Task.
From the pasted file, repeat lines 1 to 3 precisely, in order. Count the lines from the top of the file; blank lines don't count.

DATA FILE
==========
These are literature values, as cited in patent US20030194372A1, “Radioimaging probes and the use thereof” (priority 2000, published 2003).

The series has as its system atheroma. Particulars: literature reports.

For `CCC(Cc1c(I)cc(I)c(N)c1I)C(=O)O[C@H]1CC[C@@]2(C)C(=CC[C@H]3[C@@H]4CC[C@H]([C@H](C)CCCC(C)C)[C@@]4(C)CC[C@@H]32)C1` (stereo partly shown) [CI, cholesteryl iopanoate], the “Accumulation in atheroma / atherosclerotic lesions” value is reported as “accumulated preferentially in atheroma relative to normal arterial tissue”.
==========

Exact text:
These are literature values, as cited in patent US20030194372A1, “Radioimaging probes and the use thereof” (priority 2000, published 2003).

The series has as its system atheroma. Particulars: literature reports.

For `CCC(Cc1c(I)cc(I)c(N)c1I)C(=O)O[C@H]1CC[C@@]2(C)C(=CC[C@H]3[C@@H]4CC[C@H]([C@H](C)CCCC(C)C)[C@@]4(C)CC[C@@H]32)C1` (stereo partly shown) [CI, cholesteryl iopanoate], the “Accumulation in atheroma / atherosclerotic lesions” value is reported as “accumulated preferentially in atheroma relative to normal arterial tissue”.